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    Do you have a reliable source that this briefing took place? – Rupert Morrish Aug 19 at 21:05
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    @RupertMorrish only that interview in which the president stated so. – JJJ Aug 19 at 21:22
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    @JJJ: so, no. OK, thanks... – Bob Jarvis Aug 20 at 11:36
  • iow, the president never talks about extra terrestrial origins of the UFOs, he only states that he trusts the pilots reporting the UFOs to not report known phenomena as such. – jwenting Aug 26 at 10:45
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+200

Short Answer

The reason the president may need briefings on UFOs is that the two organizations who have or had programs investigating this matter are also responsible for transferring any high priority classified information to the President's Daily Brief. Thus, either of these programs may uncover information that warrants its placement on the Daily Brief.


Long Answer

Preface

I will answer the question as written in the title, that is:

Why would the US President need briefings on UFOs?

The reason for this is that there seems to be no official source as to the reality of the specifc briefing you mentioned. All of the sources, including the Wikipedia page on the Advanced Aerospace Threat Identification Program (AATIP), which is the most credible public knowledge of studies relating to UFOs (officially Unidentified Aerial Phenomena), mostly reference other news articles at best and not hard documentation. That said, I will reference news articles, to establish a relevant procedural connection.

The President Receives Daily Intelligence Briefs

Every day the President is briefed from multiple sources on the most pressing matters that need his attention. This is called the President's Daily Brief. This brief is produced by the director of national intelligence, whose main role is to compile information from a coalition of 17 executive organizations for said brief:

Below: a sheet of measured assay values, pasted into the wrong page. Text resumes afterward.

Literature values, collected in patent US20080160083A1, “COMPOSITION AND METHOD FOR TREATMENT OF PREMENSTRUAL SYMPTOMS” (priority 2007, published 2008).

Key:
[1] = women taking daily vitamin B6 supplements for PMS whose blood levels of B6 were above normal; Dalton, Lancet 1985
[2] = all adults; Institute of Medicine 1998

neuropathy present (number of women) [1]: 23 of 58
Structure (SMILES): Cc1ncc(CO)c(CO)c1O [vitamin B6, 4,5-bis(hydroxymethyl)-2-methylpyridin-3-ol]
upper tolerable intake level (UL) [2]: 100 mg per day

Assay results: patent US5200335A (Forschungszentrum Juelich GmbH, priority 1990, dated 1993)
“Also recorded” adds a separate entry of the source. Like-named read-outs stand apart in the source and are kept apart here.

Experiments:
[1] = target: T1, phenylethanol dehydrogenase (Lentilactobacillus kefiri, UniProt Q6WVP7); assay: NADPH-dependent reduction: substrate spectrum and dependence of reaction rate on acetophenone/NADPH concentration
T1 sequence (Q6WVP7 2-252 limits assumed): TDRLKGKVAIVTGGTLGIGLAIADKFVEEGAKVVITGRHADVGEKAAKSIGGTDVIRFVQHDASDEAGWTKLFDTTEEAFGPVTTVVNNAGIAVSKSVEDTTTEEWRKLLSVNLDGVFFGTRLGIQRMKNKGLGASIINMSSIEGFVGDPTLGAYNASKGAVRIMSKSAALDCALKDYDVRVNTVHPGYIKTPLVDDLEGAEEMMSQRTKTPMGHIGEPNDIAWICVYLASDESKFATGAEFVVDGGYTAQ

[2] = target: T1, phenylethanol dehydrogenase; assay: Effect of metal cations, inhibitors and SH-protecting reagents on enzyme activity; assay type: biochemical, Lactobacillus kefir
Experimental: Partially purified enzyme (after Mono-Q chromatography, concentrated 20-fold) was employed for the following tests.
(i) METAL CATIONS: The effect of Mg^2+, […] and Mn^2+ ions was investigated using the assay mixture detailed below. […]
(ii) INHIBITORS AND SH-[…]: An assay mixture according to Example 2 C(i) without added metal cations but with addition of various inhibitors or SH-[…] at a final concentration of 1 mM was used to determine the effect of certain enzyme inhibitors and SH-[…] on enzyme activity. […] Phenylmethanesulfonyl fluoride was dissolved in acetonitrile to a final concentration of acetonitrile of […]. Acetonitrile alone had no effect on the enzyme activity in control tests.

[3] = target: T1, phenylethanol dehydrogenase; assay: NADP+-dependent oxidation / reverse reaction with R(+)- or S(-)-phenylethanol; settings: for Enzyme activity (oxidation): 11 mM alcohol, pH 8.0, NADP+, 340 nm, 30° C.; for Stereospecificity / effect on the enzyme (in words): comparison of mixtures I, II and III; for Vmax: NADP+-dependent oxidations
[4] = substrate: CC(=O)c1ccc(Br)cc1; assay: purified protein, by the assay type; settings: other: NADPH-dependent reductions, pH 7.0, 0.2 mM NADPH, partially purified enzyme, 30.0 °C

The White House has decided that the new director of national intelligence, John D. Negroponte, will take over from CIA Director Porter J. Goss the responsibility for producing the intelligence material given to President Bush each morning, Bush Chief of Staff Andrew H. Card Jr. said yesterday.

The Navy Reports UFO Information Upon Request

Joseph Gradisher is the Deputy Chief of Naval Operations for Information Warfare, which was established by the Navy in 2014. Since it was established by the navy it is also a part of the coalition of 17 organizations under the DNI. Therefore, this part of the Navy may gather info that will eventually end up on the PDB and on the president's desk.

Gradisher has made these dual statements, which suggest that although this kind of aviation information is not available to the general public, Navy intelligence may brief other governmental staff by request.

"Military aviation safety organizations always retain reporting of hazards to aviation as privileged information in order to preserve the free and honest prioritization and discussion of safety among aircrew...no release of information to the general public is expected" (Source: LiveScience)


There have been a number of reports of unauthorized and/or unidentified aircraft entering various military-controlled ranges and designated air space in recent years. For safety and security concerns, the Navy and the USAF take these reports very seriously and investigate each and every report. As part of this effort, the Navy is updating and formalizing the process by which reports of any such suspected incursions can be m,ade to the cognizant authorities. A new message to the fleet that will detail the steps for reporting is in draft. In response to requests for information from Congressional members and staff, Navy officials have provided a series of briefings by senior Naval Intelligence officials as well as aviators who reported hazards to aviation safety." (Source: NBC News)